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Mortal Kombat | Simon McQuoid

April 26, 2021

Mortal Kombat is all bland sequel-setting that fails to even deliver impressive fight sequences.

Paul W.S. Anderson’s 1995 Mortal Kombat is the most straightforward and least of his video game adaptations, though it is the most beloved by nostalgic gamers. All of this can be chalked up to the movie’s lack of an original character, represented in both Resident Evil and Monster Hunter by Milla Jovovich. These characters might be viewed as Anderson’s original sin, the point from which the filmmaker deviates from fanboy-worshiped texts and does his own thing, source fidelity be damned. They are also essential to what makes those films good: Resident Evil’s Alice is a means by which Anderson turns the horror game into a playground for his Alice in Wonderland-adjacent pet themes, and Monster Hunter’s Artemis, a disoriented outsider transported to another world, allows Anderson to preserve the game series’ famously arcane reputation, embedding it within the text itself. His Mortal Kombat, however, is as simple as its source material demands: a bunch of highly-skilled and super-powered fighters fight to the death in a tournament.

Simon McQuoid’s new take on Mortal Kombat forgoes that simplicity in favor of a bland original character and sequel-setting world-building. If there is no actual tournament in this movie, it’s because it has been boldly saved for the sequel, so strap in for the Mortal Kombat Kinematographic Universe (MKKU). This original character is Cole Young (Lewis Tan), a young but washed-up mixed martial artist, getting by on taking punches to the face. There isn’t anything interesting about him, save that he is the descendant of the warrior Hanzo Hasashi AKA Scorpion (Hiroyuki Sanada) and bears a mark (literally the Mortal Kombat logo) that means he has been chosen to compete in the upcoming tournament between the realms. It’s stupid stuff, and Cole is simply a cipher meant to onboard those who do not care about the reams of lore motivating the main event which is, as ever, very gory fight scenes. Between those scenes, characters from the video game appear and introduce themselves, each getting a dramatic introduction that invariably ends in them saying “I’m Kung Lao” or whoever it is that they are before going on to spout some nonsense exposition without gusto. All this introduction is coupled with a plot that, again, does not include an actual tournament, and it makes the film seem as though it was adapted from a character select screen rather than the game itself. Of course, you can’t actually choose the character you’re watching, and are instead sadly stuck with Cole.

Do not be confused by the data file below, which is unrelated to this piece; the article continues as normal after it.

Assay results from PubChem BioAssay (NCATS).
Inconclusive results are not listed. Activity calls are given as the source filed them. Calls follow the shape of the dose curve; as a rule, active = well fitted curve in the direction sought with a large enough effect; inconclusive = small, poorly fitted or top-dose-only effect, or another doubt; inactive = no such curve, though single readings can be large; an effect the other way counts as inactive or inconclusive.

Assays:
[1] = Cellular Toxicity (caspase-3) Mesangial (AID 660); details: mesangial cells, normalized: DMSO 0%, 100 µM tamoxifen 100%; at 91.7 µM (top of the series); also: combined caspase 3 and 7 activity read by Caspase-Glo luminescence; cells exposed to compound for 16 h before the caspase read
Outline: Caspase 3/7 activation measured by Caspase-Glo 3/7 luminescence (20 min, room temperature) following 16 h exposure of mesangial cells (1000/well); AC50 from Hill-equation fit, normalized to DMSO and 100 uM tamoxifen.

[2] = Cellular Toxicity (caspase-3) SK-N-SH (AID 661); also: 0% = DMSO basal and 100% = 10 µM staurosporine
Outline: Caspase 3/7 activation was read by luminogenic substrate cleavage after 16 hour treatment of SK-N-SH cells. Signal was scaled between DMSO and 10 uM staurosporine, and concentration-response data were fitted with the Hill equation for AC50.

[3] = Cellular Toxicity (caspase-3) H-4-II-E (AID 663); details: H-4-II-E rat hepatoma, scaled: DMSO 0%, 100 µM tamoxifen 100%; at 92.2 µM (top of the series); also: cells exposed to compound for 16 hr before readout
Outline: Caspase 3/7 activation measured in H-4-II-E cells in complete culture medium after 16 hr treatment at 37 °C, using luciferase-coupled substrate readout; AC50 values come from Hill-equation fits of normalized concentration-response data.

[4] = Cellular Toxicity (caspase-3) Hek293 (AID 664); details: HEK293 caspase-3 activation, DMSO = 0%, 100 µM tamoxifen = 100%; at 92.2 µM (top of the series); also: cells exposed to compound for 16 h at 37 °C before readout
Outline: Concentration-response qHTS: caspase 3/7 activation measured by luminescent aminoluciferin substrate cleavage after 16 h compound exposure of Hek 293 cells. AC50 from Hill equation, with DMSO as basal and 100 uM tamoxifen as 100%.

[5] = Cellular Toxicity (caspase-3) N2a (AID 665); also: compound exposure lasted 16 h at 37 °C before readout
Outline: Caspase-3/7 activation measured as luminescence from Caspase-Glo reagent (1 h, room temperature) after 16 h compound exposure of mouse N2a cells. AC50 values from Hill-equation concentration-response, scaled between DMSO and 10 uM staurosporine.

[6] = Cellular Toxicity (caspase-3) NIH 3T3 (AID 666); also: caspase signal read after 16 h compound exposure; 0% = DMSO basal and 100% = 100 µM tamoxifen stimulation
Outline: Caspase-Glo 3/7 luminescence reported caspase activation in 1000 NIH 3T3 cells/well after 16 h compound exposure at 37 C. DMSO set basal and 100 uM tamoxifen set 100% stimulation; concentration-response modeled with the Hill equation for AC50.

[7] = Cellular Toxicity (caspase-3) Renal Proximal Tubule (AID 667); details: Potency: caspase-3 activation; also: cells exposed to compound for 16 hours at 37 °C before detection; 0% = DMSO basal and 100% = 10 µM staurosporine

But in fairness, all a Mortal Kombat movie really needs is a series of fight scenes and some cartoonishly gory death-dealing when you get down to it. Technically, this film has both. Unfortunately, most of these fight scenes are so poor as to not even register, all of them unimaginatively staged and choreographed, with editing even more obscurant than your average American blockbuster. Worse is that most of these fights are group brawls defined by rhythmless cross-cutting that makes each individual combat — sorry, kombat — seem more like a brief part of a blur. There are precisely two passable fights in the entire film, and they’re both between Sanada and Joe Taslim, who plays Sub-Zero. These are not better because of some uncommon filmmaking spark, but simply because these two actors know what they’re doing, though even their big fight quickly devolves into CGI superpower nonsense. Every bout ends in one of the series’ signature fatalities where a character squishes their opponent’s head, rips out their spine, or lights them aflame, and all of these are disappointingly realized with bad digital effects — the most recent game fares remarkably better in this regard. But if there’s anything McQuoid brings to the series, it’s yet another way to finish off your enemy: sheer boredom.

You can currently catch Simon McQuoid’s Mortal Kombat in theaters or streaming on HBO Max.